The occasional, often ill-considered thoughts of a Roman Catholic permanent deacon who is ever grateful to God for his existence. Despite the strangeness we encounter in this life, all the suffering we witness and endure, being is good, so good I am sometimes unable to contain my joy. Deo gratias!

Sunday, May 20, 2018

Homily: Saturday, 7th Week of Easter

Readings: Acts 28:16-20,30-31; Ps 11; Jn 21:20-25


For the homilist, today's readings present a bit of a dilemma. There's just so much on which to reflect, to preach, and to pray. And so I decided it was best just to turn it over to the Holy Spirit in prayer and ask for His help.

You see, our readings today are somewhat special, because they're the final verses of both the Acts of the Apostles and John's Gospel. In a sense they sum up all that’s gone before.

Luke began and ended his Gospel in Jerusalem, and it's in that city, too, where he began his second  book, the Acts of the Apostles. In Acts we follow Paul on his journeys through the Greek-speaking world, as he establishes local churches and calls people to Christ while moving inexorably toward his destination, toward Rome, the new Jerusalem.

St. Paul, under house arrest in Rome
In today's reading we encounter Paul in the final days of his ministry. Imprisoned in Rome, he awaits execution at the hands of Nero, the emperor who will also take the life of Peter. And it's there, in Rome, where Paul – as Luke tells  us – "with complete assurance and without hindrance he proclaimed the Kingdom of God and taught about the Lord Jesus Christ."

Yes, Paul remains the true disciple as he completes his earthly journey of faith. For us the journey of discipleship is much the same – a journey that carries us toward new “Jerusalem,” this “Rome,” a journey filled with all kinds of experiences, the good, the bad, and the ugly. Like Paul’s ours is a journey of discipleship, one of discovery, and praise, and wonder, and prophecy fulfilled. 

But we, too, will sometimes encounter obstacles or outright barriers, or simply head off in the wrong direction, only to be called back by the Holy Spirit. And just like Jesus and Paul, we need opportunities to rest along the way and regain our strength, for discipleship is no easy road.

Jesus knows this. He knows our weaknesses, all those little pieces of us that crave attention, all that calls us away from Him. And so He comes to us again and again, giving us a taste of that which awaits us.

Paul knew this too, which is why he told the Jews who visited him in Rome, and he tells us, that we share in the hope of Israel, a hope fulfilled in Jesus’ death and resurrection. Keep the faith, Paul tells us, don’t let all the stuff of our lives distract us from the eternal.

Paul Visited by Jewish Leaders
Peter also learns this, and will preach just as Paul does. But as John’s Gospel comes to a close, we encounter a Peter just beginning his formation as a disciple, a Peter who’s still full of questions, still awaiting the fullness of the Holy Spirit. In his heart Peter knows he’s been given a very special task – “Feed my lambs, feed my sheep” – and no doubt he fears all that it will bring. Suspecting Jesus has given him the hardest road to travel, he points to young John, the fair-haired boy, the one whom Jesus loved, and asks, “What about him?”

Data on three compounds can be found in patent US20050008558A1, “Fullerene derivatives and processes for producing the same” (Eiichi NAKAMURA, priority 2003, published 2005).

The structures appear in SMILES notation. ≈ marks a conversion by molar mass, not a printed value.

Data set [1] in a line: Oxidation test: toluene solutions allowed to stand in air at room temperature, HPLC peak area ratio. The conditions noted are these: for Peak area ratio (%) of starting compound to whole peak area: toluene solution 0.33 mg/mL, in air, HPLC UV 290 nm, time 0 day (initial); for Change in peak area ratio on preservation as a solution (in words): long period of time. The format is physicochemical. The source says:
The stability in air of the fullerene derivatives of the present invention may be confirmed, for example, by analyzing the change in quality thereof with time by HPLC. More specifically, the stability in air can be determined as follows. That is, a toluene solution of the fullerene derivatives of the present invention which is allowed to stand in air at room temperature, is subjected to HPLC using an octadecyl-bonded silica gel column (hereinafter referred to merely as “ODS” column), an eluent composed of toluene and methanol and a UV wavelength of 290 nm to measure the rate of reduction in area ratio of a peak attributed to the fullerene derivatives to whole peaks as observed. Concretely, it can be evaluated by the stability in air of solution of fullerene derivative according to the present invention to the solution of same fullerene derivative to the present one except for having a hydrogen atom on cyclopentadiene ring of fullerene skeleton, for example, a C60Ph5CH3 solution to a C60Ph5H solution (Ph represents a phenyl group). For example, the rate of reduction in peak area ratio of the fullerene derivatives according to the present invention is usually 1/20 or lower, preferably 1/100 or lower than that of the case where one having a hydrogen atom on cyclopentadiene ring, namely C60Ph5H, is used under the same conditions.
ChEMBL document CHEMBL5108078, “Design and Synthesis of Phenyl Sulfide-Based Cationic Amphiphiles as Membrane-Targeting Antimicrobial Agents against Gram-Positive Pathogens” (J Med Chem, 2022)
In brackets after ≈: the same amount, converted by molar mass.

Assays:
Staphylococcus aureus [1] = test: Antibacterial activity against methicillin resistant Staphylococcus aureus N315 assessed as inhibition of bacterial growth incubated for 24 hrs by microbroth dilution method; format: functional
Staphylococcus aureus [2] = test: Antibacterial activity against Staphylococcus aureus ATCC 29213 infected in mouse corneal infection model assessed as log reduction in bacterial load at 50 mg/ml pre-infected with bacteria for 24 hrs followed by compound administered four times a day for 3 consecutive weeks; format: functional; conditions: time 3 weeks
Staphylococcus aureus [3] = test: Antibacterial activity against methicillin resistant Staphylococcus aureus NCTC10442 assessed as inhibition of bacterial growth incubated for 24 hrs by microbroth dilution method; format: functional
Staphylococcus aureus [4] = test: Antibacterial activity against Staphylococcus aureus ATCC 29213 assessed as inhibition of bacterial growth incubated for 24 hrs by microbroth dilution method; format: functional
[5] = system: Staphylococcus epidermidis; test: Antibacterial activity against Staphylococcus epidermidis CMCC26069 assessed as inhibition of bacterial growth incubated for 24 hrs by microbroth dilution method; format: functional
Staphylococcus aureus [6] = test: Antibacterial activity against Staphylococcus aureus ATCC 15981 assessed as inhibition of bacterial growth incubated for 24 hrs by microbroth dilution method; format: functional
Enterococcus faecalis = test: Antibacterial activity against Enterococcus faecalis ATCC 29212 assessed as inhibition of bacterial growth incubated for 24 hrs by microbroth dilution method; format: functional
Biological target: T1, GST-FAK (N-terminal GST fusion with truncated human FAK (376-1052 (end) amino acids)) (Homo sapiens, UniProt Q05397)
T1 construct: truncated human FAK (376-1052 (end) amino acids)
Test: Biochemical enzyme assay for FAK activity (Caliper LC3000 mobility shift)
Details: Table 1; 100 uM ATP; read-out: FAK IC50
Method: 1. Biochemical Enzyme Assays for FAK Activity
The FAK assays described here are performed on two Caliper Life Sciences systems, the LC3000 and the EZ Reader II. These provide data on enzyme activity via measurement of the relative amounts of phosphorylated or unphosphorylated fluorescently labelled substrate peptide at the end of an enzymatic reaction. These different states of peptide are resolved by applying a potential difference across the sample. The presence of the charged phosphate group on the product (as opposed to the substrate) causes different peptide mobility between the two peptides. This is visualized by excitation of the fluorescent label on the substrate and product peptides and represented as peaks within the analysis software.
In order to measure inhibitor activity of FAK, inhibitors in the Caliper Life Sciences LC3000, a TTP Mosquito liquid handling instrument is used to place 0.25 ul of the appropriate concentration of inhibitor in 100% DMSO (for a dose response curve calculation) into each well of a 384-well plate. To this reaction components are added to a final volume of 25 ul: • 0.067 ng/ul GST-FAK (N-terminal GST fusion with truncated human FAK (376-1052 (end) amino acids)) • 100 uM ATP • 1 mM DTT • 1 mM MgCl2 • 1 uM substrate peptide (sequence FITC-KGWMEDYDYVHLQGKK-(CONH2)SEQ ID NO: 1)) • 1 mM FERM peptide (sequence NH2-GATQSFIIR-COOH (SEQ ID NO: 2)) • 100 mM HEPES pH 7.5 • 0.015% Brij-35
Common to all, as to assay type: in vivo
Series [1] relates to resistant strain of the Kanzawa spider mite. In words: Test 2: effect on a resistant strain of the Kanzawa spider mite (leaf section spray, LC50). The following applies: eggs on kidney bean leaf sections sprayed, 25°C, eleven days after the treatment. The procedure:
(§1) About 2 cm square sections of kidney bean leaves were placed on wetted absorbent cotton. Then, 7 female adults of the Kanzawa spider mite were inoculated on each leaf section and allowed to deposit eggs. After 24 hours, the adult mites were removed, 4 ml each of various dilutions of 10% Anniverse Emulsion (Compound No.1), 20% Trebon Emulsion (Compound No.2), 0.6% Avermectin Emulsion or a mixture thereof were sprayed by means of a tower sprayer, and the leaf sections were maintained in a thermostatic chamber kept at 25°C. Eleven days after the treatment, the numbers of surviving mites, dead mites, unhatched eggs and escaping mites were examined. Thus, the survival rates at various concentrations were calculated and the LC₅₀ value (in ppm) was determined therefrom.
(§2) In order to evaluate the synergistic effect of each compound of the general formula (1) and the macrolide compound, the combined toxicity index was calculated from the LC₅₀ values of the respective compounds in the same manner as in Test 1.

Peter is so devilishly human, isn’t he? He’s so much like you and me, so worried about himself, always comparing himself to others, unaware that God doesn’t compare, that God sees each of us exactly as we are.

Jesus tells Peter this, in effect saying: “Look, Peter, don’t worry about John, or my plans for him. It’s really none of your business. Just do the work I’ve given you.” And to ensure Peter understands, he adds, “You follow me!”
'What if I want him to remain until I come?
What concern is it of yours? You follow me.'
How often are we just like Peter, so caught up in what others are doing that we neglect the work God has given us.

What is God calling you to do – not next week or next month or next year – but what is His will for you today, right now?

Life is a gift, brothers and sisters, and it can end at any moment. If we take each of those moments that God gives us, and simply follow Him, always doing His will in all the seemingly little things, one moment to the next, He will lead us to the big things.

Even though we’re struggling and broken and torn and sinful, God continues to call us to the work He has for us. He calls us in the moment, in the little things of our lives, in the things He knows we can handle.

This is what Divine Mercy is really all about: it’s about God’s love bringing us back to Him, repeatedly, one tiny piece at a time.

And that’s what discipleship is all about. It’s a total offering of self, an offering of all those pieces, an offering that God willingly accepts.

Through His love, His mercy, and the working of the Holy Spirit, He puts together the pieces and makes us whole once again so we can do our part to complete Christ’s mission on earth.

Just follow me, he commands. We need do nothing else.

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